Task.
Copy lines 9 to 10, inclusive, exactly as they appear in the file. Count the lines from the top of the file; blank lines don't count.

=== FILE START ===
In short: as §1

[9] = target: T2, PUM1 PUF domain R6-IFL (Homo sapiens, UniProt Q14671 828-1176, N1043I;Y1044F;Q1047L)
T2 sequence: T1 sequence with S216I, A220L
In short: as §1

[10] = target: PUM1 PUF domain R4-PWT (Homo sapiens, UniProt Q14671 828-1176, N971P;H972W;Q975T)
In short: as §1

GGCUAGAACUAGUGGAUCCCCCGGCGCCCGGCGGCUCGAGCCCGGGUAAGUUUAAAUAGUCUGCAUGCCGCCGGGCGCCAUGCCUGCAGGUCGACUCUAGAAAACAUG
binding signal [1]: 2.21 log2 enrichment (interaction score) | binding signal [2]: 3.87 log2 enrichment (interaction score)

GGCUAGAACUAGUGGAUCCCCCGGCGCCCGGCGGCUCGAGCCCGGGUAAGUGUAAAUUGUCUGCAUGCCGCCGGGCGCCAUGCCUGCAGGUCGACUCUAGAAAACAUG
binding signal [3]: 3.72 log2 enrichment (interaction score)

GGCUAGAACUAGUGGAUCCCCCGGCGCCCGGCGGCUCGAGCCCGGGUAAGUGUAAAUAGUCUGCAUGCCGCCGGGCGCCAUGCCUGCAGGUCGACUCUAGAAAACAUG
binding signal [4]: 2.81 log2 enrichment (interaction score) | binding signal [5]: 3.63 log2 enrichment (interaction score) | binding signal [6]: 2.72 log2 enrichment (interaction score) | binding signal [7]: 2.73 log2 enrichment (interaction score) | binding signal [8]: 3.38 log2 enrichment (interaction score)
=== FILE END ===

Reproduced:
GGCUAGAACUAGUGGAUCCCCCGGCGCCCGGCGGCUCGAGCCCGGGUAAGUGUAAAUUGUCUGCAUGCCGCCGGGCGCCAUGCCUGCAGGUCGACUCUAGAAAACAUG
binding signal [3]: 3.72 log2 enrichment (interaction score)